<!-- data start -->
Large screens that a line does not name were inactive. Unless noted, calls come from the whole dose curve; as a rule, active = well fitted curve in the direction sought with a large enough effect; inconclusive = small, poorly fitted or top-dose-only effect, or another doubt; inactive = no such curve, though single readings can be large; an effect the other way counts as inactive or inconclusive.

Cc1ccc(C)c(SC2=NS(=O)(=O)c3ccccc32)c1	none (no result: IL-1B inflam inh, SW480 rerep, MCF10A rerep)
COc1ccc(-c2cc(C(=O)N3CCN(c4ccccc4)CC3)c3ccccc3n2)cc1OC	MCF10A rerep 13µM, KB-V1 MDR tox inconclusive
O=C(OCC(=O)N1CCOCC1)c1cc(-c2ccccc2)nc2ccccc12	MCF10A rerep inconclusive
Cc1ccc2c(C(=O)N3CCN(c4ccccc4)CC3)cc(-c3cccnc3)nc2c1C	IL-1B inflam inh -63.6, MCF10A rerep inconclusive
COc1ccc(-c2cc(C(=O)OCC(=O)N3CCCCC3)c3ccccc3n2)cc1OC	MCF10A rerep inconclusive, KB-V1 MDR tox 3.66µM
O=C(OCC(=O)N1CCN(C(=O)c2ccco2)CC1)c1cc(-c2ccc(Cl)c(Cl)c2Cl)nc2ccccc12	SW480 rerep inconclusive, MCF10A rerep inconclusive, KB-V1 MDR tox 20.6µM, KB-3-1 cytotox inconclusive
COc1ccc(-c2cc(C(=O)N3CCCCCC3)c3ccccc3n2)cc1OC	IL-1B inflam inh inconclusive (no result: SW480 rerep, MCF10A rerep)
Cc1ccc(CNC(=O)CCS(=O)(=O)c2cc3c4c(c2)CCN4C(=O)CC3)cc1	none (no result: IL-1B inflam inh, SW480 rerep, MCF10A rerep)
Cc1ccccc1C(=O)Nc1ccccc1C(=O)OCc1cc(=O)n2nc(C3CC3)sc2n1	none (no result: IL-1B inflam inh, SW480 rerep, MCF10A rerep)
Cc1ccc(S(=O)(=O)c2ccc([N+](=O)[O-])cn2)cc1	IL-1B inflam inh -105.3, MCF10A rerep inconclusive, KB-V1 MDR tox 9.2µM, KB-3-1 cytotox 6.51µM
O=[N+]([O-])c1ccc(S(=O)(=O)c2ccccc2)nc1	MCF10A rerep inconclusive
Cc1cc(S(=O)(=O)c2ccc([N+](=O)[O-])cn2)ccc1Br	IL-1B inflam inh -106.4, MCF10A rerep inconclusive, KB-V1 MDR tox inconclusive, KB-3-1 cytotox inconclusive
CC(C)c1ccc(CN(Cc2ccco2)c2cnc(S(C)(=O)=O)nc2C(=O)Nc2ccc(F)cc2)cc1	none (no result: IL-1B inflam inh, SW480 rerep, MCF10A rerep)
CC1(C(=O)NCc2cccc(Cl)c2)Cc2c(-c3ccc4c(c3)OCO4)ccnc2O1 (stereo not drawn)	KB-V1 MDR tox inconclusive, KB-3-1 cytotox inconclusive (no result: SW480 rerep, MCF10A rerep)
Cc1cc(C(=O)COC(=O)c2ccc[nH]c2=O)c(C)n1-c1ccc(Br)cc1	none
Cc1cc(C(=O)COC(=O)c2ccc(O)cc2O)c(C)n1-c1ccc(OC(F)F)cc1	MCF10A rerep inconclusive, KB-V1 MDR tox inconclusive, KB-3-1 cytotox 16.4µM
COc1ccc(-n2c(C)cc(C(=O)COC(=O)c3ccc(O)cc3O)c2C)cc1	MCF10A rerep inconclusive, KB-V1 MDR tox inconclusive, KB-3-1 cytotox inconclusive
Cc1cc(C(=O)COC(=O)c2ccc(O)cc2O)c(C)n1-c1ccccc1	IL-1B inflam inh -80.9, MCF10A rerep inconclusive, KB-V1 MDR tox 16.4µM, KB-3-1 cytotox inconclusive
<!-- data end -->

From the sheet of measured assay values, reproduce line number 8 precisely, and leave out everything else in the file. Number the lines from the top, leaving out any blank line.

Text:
COc1ccc(-c2cc(C(=O)N3CCCCCC3)c3ccccc3n2)cc1OC	IL-1B inflam inh inconclusive (no result: SW480 rerep, MCF10A rerep)